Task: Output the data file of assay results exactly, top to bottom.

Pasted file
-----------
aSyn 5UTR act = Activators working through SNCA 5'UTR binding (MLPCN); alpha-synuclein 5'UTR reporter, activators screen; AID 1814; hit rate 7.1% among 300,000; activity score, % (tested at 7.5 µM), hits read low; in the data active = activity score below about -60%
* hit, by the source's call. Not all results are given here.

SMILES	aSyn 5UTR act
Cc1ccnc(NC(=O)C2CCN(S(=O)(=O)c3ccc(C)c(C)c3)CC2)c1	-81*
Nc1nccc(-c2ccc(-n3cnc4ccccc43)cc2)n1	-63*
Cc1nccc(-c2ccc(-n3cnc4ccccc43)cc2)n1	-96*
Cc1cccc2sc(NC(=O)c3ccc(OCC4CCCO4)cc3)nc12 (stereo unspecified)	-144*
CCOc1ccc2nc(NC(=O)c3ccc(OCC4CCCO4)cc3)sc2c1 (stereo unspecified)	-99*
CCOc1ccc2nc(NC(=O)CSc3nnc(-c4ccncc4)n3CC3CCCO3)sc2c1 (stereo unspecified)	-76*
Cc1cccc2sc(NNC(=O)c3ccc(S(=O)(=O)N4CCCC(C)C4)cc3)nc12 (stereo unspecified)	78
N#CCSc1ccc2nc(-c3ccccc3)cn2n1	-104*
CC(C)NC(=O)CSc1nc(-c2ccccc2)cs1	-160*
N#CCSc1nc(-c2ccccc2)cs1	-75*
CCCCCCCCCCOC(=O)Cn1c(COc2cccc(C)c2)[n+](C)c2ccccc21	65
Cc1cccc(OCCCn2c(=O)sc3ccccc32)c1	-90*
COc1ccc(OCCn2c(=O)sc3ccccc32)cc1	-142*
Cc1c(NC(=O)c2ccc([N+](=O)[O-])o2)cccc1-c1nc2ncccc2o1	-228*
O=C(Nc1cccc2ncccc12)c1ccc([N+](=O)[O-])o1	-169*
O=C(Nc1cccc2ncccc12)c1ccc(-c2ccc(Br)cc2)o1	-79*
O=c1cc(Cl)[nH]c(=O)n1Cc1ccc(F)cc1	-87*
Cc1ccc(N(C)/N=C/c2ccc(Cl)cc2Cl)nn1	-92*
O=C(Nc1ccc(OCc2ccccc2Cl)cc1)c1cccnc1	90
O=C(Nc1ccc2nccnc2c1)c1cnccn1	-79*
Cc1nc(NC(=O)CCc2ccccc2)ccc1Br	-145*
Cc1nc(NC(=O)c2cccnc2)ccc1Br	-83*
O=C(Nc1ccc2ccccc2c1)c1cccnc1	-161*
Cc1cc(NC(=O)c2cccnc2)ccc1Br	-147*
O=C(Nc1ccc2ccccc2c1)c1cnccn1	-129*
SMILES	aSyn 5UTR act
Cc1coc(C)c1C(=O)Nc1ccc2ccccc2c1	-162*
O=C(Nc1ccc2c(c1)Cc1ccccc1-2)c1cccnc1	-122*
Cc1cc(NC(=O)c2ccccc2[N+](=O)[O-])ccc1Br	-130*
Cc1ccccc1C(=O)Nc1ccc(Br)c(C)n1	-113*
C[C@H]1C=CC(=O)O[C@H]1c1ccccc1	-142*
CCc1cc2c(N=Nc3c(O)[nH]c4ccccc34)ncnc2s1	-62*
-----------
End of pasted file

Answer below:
aSyn 5UTR act = Activators working through SNCA 5'UTR binding (MLPCN); alpha-synuclein 5'UTR reporter, activators screen; AID 1814; hit rate 7.1% among 300,000; activity score, % (tested at 7.5 µM), hits read low; in the data active = activity score below about -60%
* hit, by the source's call. Not all results are given here.

SMILES	aSyn 5UTR act
Cc1ccnc(NC(=O)C2CCN(S(=O)(=O)c3ccc(C)c(C)c3)CC2)c1	-81*
Nc1nccc(-c2ccc(-n3cnc4ccccc43)cc2)n1	-63*
Cc1nccc(-c2ccc(-n3cnc4ccccc43)cc2)n1	-96*
Cc1cccc2sc(NC(=O)c3ccc(OCC4CCCO4)cc3)nc12 (stereo unspecified)	-144*
CCOc1ccc2nc(NC(=O)c3ccc(OCC4CCCO4)cc3)sc2c1 (stereo unspecified)	-99*
CCOc1ccc2nc(NC(=O)CSc3nnc(-c4ccncc4)n3CC3CCCO3)sc2c1 (stereo unspecified)	-76*
Cc1cccc2sc(NNC(=O)c3ccc(S(=O)(=O)N4CCCC(C)C4)cc3)nc12 (stereo unspecified)	78
N#CCSc1ccc2nc(-c3ccccc3)cn2n1	-104*
CC(C)NC(=O)CSc1nc(-c2ccccc2)cs1	-160*
N#CCSc1nc(-c2ccccc2)cs1	-75*
CCCCCCCCCCOC(=O)Cn1c(COc2cccc(C)c2)[n+](C)c2ccccc21	65
Cc1cccc(OCCCn2c(=O)sc3ccccc32)c1	-90*
COc1ccc(OCCn2c(=O)sc3ccccc32)cc1	-142*
Cc1c(NC(=O)c2ccc([N+](=O)[O-])o2)cccc1-c1nc2ncccc2o1	-228*
O=C(Nc1cccc2ncccc12)c1ccc([N+](=O)[O-])o1	-169*
O=C(Nc1cccc2ncccc12)c1ccc(-c2ccc(Br)cc2)o1	-79*
O=c1cc(Cl)[nH]c(=O)n1Cc1ccc(F)cc1	-87*
Cc1ccc(N(C)/N=C/c2ccc(Cl)cc2Cl)nn1	-92*
O=C(Nc1ccc(OCc2ccccc2Cl)cc1)c1cccnc1	90
O=C(Nc1ccc2nccnc2c1)c1cnccn1	-79*
Cc1nc(NC(=O)CCc2ccccc2)ccc1Br	-145*
Cc1nc(NC(=O)c2cccnc2)ccc1Br	-83*
O=C(Nc1ccc2ccccc2c1)c1cccnc1	-161*
Cc1cc(NC(=O)c2cccnc2)ccc1Br	-147*
O=C(Nc1ccc2ccccc2c1)c1cnccn1	-129*
SMILES	aSyn 5UTR act
Cc1coc(C)c1C(=O)Nc1ccc2ccccc2c1	-162*
O=C(Nc1ccc2c(c1)Cc1ccccc1-2)c1cccnc1	-122*
Cc1cc(NC(=O)c2ccccc2[N+](=O)[O-])ccc1Br	-130*
Cc1ccccc1C(=O)Nc1ccc(Br)c(C)n1	-113*
C[C@H]1C=CC(=O)O[C@H]1c1ccccc1	-142*
CCc1cc2c(N=Nc3c(O)[nH]c4ccccc34)ncnc2s1	-62*